The wheel of nature livens up:
in summer time, there is a proliferation of activities.
Our hearts take the lead in regulating
Qi energy and nutrition in tune with
a season of liveliness.
Traditional Chinese Medicine (TCM) believes that our hearts belong to the fire element (Five-element view of health) and governs the Yang energy in our bodies. The heart plays a governing function in the circulation of the blood and pulse. When there is abundance of Yang Qi in the heart, the flow of Yin within veins will be smooth. Such that a proper harmonized pulse gives rosy complexion and warm extremities.
The heart is also seen by TCM as governor of our spirits. A calm and healthy heart strengthens our other organs and cultivate a sense of peace. Indeed, the best relief on a hot summer day is a still mind.
While the heat from the early summer Yang energy gradually dissipates and we are still exposed to a hot and wet environment. In TCM, dampness is a Yin disposition and tends to accumulates in the lower part of our body and creates a blockage for the yang energy.
To relieve the uncomfortable dampness and heat, consume warm and cooked food items that helps with the raising of Yang energy. Bitter gourds, winter melon, cucumber and bean curds, mung bean helps to reduce summer heat. For clearing dampness, consume some water melon, azuki beans and barley while Chinese chives, eggplant, lychee, longan, mango and peach can help with raising of Yang energy.
Recommended Infusion: San Hua Three Flower Tisane (Cooling Yin recipe).
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Traditionally around September 8, the solar calendar point termed ‘White Dew’, Chinese families start making rice wine. This slightly sweet beverage is used to warm the body and to add its delicious flavour in chicken dishes and soups. It is also commonly used to add to the sweet soup that accompanies mochi rice balls. I use the “Shanghai Brewer’s Balls” (shown here as the white ball in the foreground). They are inexpensive and can be found in Chinatown in London.
A speciality of Shaoxing and an ancient Huaiyang dish (recorded by the gastronome Yuan Mei in his “Dishes From Sui’s Residence” (Sui Yuan Shi Dan 随园食单) published in 1752, Qing Dynasty). The only liquid used in this dish is Chinese wine.
Historically, this dish is steamed for 9 hours till the meat falls off the bone as the preferred variety tend to be the tougher and more mature ducks. However, for the tenderer and younger ducks that we can get in the UK, I think 2-3 hours would be sufficient.
1 duck, lean, free-range
5 stalks spring onions
thumb size ginger, sliced
200-300 ml shaoxing wine
15 gram dry shiitake mushrooms, soaked in hot water
10 gram Chinese Jinhua ham or dry-cured bacon
1 tbsp salt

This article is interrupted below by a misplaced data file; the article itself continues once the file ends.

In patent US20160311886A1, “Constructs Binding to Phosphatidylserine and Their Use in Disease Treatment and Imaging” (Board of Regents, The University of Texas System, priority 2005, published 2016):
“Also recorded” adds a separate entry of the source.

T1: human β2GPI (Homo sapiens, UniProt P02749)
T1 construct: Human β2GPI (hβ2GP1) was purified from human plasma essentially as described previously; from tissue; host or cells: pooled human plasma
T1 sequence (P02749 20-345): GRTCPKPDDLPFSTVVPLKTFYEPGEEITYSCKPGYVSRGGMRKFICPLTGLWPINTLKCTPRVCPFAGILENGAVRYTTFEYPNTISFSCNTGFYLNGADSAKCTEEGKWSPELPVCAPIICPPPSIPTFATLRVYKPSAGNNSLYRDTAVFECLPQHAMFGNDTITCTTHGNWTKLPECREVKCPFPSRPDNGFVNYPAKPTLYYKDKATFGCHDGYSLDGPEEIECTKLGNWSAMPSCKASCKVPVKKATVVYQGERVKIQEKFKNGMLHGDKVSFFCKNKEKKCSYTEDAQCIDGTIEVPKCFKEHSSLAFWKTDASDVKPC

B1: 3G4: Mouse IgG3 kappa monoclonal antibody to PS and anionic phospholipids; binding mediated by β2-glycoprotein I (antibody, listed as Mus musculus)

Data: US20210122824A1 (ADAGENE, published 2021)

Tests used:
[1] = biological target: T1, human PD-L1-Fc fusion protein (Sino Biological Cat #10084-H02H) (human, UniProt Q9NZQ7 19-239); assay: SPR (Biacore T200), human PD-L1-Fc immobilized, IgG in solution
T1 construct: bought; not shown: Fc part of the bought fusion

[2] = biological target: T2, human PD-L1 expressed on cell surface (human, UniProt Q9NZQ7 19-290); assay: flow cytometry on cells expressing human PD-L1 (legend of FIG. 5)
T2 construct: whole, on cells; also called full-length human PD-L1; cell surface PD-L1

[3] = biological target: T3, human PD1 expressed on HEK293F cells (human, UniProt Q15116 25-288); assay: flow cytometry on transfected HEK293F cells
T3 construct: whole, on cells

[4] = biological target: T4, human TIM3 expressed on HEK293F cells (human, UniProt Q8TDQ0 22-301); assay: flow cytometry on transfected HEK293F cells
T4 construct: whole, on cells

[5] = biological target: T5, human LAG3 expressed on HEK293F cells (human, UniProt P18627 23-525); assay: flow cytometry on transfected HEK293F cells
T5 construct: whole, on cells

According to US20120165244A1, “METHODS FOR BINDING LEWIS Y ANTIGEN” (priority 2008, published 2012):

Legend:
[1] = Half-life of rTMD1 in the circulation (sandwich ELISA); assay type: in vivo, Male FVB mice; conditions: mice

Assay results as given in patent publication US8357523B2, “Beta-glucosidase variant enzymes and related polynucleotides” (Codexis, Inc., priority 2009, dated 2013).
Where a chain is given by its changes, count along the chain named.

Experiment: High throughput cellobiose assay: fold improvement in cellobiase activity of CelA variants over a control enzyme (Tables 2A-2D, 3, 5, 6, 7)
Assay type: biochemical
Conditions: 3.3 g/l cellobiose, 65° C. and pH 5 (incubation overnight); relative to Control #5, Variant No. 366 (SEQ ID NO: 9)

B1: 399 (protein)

- Cut the duck into 10 pieces including the wings. Thoroughly wash the pieces. Soak them in cold water for 5 mins. Change the water and soak for another 5 mins. Do this two more times.
- Add half the ginger, spring onions and shaoxing wine into the duck and massage to get the flavour in.
- Bring a small pot of water to the boil. Very quickly blanch the duck pieces.
- Quarter the shitake mushroom and slice the Jinhua ham.
- In a deep heatproof dish, layer the remaining ginger and spring onion. Put the duck pieces on top. Then top with the ham and mushrooms.
- Pour enough shaoxing wine to barely cover the duck. Steam for 2-3 hours till duck meat falls off the bone.
1 bitter gourd, plump, medium sized
2 salted duck eggs
2 garlic cloves, chopped
1 tsp sugar
1 tsp shaoxing wine
1 tbsp cooking oil
- Hard Boil the salted duck eggs as you would any egg. Shelled the eggs, separate the oily yolks and the whites. Chop into pieces.
- Cut the bitter gourd lengthwise and remove the seeds like you would with a cucumber. Slice the bitter gourd into 0.5 cm slices.
- Bring a pot of salted water to the boil and blanch the bitter gourd slices for 30 seconds to remove some of the bitterness.
- In a frying pan or wok, heat the garlic and oil. Add the egg yolks and shaoxing wine, and fry for 30 seconds.
- Add the egg white, sugar and the blanched bitter gourd slices and fry for 3-4 mins till the bitter gourd is soft.
- Add some water or prawn stock to make a light sauce. Serve hot.
The acupuncture point in the middle of your armpits is called ‘ji quan’. It is one of the many acupuncture points regulating the Qi and blood circulation in your liver. It’s used to calm the fiery Qi energy in your heart.
- First raise your left hand, palm facing up, to just above shoulder level. Using your right fingers, tap the middle of your left armpit 20-30 times.
- Then do the same for the right armpit with your left hand.
- Repeat 3-5 sets.
- Sit comfortably on a chair, feet placed lightly on the ground.
- Cup your hands and with your palms lightly tap the back of both knees.
- Cupping your hand during tapping creates a gentle ‘gush’ of air and vibration on to the acupuncture point on the insides of your knee.
- Tap 100-200 times.